The first video is from a TED talk given by two of the older students in the program from 2016. The second is from the 2017 competition and includes some race footage.

I spend a great deal of time meeting with XRD and XRF users throughout the year, but usually in the context of some problem or time-sensitive project. Luckily I’ve been able to attend the Denver X-ray Conference fairly consistently over the last few years. It’s a great time to catch up with other users who are as deeply invested in X-ray spectroscopy and crystallographic analysis as we are. The vendors always put on a great show in the exhibit hall and poster sessions.

The first three days of the week are filled with technical workshops focused on an array of topics. There are always some introductory classes for both XRD and XRF for new users to attend and then there will be additional topics which are usually more advanced. The educational opportunities alone are well worth the attendance fee. Each session is run by an expert in the field and questions, even from industrial users, are welcomed. The sessions are strictly non-sales oriented as well which lends the event a very egalitarian feeling. See the full program here.

Plenary sessions and more sales-oriented meetings occur later in the week and are a great way to get a feel for the cutting edge technology being released by the various vendors. The exhibit hall opens a few days into the conference so everyone has a few days to see all the different booths. We always spend a great deal of time at the Materials Data, Inc and Bruker-AXS booths in particular.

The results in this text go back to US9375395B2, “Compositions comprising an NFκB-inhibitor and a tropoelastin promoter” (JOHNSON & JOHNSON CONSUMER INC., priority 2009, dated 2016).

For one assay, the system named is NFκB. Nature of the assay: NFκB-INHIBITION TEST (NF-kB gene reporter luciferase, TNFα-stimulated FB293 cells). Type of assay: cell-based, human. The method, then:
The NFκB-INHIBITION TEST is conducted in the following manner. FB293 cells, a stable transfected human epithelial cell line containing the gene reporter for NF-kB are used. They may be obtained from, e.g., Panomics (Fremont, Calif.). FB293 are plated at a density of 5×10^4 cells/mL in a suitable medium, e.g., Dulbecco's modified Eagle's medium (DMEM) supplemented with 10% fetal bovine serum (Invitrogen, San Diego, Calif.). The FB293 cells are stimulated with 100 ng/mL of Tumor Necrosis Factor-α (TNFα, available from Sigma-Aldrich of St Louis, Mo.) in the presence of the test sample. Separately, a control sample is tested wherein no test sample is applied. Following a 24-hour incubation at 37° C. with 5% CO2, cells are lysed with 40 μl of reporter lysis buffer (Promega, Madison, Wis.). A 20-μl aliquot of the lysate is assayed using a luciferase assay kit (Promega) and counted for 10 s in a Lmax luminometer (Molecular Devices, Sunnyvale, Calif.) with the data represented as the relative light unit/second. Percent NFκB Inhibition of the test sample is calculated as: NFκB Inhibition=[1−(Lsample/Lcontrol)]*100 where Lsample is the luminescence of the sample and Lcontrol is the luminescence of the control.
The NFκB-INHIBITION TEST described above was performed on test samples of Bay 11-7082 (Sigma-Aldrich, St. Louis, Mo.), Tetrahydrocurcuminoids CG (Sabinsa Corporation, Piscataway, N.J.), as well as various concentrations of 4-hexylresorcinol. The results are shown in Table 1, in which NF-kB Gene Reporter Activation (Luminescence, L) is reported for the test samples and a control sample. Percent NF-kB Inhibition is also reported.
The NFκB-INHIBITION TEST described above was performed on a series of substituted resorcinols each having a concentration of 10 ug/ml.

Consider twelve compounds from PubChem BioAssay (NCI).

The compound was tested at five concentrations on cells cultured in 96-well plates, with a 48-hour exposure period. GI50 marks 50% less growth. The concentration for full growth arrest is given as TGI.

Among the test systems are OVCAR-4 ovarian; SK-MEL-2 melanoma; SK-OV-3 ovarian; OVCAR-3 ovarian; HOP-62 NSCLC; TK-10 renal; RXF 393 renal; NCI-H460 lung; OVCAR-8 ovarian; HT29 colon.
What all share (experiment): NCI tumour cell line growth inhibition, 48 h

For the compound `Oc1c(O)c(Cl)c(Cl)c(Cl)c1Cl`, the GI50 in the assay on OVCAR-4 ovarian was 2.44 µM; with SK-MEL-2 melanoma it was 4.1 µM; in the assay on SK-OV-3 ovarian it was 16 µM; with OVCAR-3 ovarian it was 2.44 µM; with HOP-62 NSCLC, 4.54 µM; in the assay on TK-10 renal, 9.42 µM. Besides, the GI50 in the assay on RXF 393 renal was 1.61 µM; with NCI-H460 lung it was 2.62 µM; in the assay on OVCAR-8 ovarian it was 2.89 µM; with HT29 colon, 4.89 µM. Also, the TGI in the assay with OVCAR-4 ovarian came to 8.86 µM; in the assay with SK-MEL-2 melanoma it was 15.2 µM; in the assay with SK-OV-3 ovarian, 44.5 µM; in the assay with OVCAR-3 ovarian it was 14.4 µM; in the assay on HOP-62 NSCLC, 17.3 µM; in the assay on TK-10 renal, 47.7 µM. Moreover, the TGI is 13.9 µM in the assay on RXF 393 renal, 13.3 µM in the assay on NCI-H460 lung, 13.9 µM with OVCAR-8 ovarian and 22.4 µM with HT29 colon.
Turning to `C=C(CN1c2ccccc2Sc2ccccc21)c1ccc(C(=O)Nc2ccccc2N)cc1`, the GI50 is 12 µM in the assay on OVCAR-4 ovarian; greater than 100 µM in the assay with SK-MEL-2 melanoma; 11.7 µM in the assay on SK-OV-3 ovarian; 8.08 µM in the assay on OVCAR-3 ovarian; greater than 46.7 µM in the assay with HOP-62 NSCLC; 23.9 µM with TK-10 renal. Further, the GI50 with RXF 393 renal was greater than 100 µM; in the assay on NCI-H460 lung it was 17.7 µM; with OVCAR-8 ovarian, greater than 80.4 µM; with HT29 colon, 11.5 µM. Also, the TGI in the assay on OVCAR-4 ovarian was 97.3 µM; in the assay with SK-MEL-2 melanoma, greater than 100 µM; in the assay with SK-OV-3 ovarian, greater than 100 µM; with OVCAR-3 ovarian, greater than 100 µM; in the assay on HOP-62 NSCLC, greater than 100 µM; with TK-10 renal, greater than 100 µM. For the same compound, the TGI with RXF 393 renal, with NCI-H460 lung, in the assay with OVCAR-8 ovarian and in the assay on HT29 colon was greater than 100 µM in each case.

The conference moves between Westminster, CO just North of Denver, Chicago, IL and Big Sky, MT. I’ve never made the trek up to Big Sky, but I hear it’s beautiful. Some attendees only come when it’s up there.

I’d love to connect with as many of our readers as possible so contact us if you’ll be there and I’ll be sure to see you while I’m at DXC-Big Sky!

A great many factors affect the quality of data one can collect on any given instrument, but there are times when simply holding the aliquot is a major hurdle. We spend a great deal of time working out the best ways to hold odd samples and even create custom hardware to do so in some cases. Click here for some of our other posts related to the various sample holders we work with. Choosing the best sample holder for a given project is one thing, but there are also times when a completely different stage is required.